Finding Your Own Way Of Writing A Book
by Writing Workshops Org Admin
9 months ago
There are thousands of writing programs and how-to guides out there, offering you “my proven method for writing a bestseller” or “how I wrote my first novel.” While I do not doubt those author’s abilities or advice, you’re not them. Relying on what worked for some other person may find you frustrated when that advice doesn’t work the same for you. The real truth is, there are plenty of ways to write a novel, and any way you choose will be the right way.
Plotting or Pantsing
You may hear novelists pigeonholed into one of these two categories. Plotters take time before the actual novel-writing to plan out their book with outlines, character description sheets, world-building exercises, and so on. Pantsers tend to sit at the keyboard, start typing, and see where their imagination takes them. The dispute between these two groups on which method is right could rival even the most intense political debate.
Both plotting and pantsing work for novel writing, and very seldom are you staunchly one or the other. If you just can’t wrap your head around an idea until you outline it, then do that. If you feel an urge to sit down and write spontaneously, do that. Plotters shouldn’t be afraid to go off-outline when inspiration strikes. And pantsers shouldn’t be afraid to outline their ideas when they feel stuck. Being only one or the other might, in fact, slow your novel progression.
Athletes have coaches. CEOs have coaches. It would make sense that a writer should have a coach too. But does that mean you absolutely need one? Of course not. Hiring a writing coach can help you if you have trouble getting started or staying motivated. They can steer you around plot holes. They can lead your characters to fuller development. But a writing coach cannot guarantee future publication.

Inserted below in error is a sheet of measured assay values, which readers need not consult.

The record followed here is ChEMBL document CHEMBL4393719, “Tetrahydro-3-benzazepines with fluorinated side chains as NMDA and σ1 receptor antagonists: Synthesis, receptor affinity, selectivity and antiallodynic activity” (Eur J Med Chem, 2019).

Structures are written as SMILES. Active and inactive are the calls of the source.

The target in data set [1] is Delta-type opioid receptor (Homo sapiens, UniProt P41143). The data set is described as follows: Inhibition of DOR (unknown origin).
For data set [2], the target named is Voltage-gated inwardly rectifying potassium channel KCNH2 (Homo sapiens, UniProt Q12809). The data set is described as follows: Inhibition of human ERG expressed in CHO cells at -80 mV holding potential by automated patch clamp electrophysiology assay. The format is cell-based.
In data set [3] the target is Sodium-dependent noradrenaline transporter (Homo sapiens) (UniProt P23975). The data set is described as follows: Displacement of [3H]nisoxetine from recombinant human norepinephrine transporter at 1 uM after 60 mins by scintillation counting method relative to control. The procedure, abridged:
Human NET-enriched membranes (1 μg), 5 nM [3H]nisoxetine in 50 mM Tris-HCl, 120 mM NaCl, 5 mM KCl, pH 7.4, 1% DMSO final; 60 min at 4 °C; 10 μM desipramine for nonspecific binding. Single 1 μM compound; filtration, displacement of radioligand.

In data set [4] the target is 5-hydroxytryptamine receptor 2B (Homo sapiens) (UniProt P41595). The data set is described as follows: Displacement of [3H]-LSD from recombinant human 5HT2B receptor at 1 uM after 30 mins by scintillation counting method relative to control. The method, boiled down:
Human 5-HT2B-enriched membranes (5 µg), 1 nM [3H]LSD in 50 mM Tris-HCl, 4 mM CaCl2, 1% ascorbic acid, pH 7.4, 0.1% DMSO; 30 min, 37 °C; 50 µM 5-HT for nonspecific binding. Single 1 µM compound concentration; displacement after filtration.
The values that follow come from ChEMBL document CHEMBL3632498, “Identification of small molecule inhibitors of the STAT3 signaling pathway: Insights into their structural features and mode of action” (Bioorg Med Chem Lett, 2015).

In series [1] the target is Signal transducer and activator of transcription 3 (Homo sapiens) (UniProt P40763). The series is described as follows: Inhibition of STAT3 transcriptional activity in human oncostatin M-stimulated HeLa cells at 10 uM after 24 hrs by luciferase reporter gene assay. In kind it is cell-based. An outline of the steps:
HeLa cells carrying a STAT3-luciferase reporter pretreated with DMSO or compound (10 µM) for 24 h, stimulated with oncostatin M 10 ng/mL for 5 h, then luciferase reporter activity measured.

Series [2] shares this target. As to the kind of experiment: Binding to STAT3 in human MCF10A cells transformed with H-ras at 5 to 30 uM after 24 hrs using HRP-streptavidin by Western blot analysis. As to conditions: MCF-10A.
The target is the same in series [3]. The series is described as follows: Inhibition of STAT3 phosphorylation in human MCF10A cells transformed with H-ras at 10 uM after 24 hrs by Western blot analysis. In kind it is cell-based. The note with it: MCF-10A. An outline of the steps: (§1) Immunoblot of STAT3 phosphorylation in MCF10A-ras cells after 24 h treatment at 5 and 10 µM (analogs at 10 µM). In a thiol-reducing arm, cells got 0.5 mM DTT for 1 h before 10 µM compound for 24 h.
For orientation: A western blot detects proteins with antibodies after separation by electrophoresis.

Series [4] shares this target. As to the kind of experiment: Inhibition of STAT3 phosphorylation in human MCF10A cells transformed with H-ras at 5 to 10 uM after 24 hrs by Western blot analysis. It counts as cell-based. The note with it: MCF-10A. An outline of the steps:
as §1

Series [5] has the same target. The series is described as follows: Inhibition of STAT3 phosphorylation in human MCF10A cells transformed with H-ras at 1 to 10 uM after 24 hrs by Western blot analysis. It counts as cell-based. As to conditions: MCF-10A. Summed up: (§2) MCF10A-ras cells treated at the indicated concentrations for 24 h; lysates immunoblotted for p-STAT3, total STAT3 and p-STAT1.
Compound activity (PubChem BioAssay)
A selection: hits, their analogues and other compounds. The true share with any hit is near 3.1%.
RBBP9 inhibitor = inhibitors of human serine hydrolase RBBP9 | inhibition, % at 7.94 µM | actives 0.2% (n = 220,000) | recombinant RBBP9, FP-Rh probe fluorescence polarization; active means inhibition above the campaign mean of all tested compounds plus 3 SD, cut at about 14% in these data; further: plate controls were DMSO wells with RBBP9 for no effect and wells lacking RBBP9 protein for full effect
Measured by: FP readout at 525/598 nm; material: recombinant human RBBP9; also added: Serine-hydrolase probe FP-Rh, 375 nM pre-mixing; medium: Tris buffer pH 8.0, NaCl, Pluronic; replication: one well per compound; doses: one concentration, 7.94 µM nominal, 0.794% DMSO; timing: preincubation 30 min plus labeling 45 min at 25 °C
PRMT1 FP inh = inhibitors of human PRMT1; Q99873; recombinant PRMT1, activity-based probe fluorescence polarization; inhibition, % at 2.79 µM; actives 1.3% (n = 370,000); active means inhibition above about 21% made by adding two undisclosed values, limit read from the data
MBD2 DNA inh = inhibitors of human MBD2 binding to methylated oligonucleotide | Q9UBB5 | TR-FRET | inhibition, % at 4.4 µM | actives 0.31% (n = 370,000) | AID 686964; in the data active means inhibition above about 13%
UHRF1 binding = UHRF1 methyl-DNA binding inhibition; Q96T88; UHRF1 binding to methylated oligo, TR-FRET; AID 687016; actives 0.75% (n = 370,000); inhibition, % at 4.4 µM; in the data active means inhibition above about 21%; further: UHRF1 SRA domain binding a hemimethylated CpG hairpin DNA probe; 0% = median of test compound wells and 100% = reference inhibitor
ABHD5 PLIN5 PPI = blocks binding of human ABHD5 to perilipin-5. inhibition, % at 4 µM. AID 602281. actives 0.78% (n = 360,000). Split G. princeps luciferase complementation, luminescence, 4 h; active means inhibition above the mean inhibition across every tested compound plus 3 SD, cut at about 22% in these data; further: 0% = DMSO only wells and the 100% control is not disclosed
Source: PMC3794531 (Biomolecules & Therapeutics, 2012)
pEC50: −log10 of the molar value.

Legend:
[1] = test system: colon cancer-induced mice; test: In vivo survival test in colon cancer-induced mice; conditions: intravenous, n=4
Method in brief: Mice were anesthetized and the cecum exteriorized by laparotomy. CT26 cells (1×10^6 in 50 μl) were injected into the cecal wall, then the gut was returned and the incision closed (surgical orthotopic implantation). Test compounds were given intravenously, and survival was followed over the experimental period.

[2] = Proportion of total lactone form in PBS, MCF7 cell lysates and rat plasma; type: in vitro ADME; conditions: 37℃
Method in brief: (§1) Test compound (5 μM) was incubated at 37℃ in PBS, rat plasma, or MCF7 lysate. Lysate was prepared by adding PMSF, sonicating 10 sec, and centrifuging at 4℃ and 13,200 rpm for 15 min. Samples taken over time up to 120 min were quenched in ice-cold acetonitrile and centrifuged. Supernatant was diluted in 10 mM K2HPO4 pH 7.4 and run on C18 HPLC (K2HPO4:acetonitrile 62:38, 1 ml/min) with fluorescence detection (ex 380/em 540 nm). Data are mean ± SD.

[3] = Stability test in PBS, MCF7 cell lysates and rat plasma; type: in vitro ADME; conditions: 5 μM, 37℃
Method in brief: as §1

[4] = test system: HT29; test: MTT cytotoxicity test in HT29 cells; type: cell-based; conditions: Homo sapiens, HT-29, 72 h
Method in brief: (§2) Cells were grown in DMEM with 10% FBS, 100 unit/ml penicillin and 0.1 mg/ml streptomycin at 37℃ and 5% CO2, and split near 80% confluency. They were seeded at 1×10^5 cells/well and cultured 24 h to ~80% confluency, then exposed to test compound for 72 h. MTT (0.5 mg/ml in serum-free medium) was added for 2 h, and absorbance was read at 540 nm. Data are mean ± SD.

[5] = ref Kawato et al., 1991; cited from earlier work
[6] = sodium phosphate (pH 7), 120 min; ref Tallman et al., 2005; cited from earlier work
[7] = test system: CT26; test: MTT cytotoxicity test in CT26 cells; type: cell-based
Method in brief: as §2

The majority of writers choose to go it alone, and this is completely okay. There are plenty of free or inexpensive resources out there that can help guide your writing as a coach would. Search for writing tips on popular blogs (like this one!), download free manuals and workbooks offered by other writers, and draw inspiration from books on writing. Can a writing coach help get your novel finished? Sure. Can you do it on your own? Sure. Only you know what you need.
Writing Groups & Workshops
Crafting a novel can be a very solitary process. Many people encourage writers to join writing groups and workshops, either locally or online, to build a sense of community. Going to a group or class can help you get over hurdles, get feedback on your work in progress, and learn from the mistakes of others.
But depending on the type of group you visit, very little writing, editing, and critiquing may get done at the meetings. If you try several groups or writing classes and feel that you aren’t getting anything from them, don’t go. No one says you absolutely have to be in a writing group to write anything. Groups are great for comradery and support, but a phone call to your mother or your best friend might be all you need to get motivated again.
Edit as you go! Some writers shout this from the rooftops, trying to encourage you to edit now to avoid a mess later. Other writers will claim that you shouldn’t delete a single word until you’ve reached the very end. Every novel needs editing, so this isn’t a step that can be skipped, but when and how you choose to edit is completely up to you.
I know novelists who edit every word ten seconds after they write it. I also know novelists who don’t edit a thing until they hand it to a professional editor. They all edit, but it’s a question of when and how much. The answer to that question? Try several ways for yourself and find out what works.
Getting started is often the hardest part of writing. No matter how you decide to write your novel, the important part is actually sitting down to write it. I see many novelists who worry about whether they are “doing it right.” There is no correct way, only YOUR way. Any path leading to manuscript completion is a valid and good way of writing a novel.